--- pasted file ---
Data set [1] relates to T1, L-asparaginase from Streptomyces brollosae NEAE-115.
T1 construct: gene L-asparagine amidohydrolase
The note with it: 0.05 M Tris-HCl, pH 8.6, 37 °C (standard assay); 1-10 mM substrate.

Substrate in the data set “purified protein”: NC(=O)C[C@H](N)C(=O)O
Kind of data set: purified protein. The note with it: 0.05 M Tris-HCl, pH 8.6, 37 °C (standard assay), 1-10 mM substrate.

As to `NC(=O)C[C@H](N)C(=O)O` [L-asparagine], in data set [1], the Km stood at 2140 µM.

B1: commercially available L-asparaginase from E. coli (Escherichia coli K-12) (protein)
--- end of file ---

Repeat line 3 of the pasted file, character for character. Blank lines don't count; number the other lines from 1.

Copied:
The note with it: 0.05 M Tris-HCl, pH 8.6, 37 °C (standard assay); 1-10 mM substrate.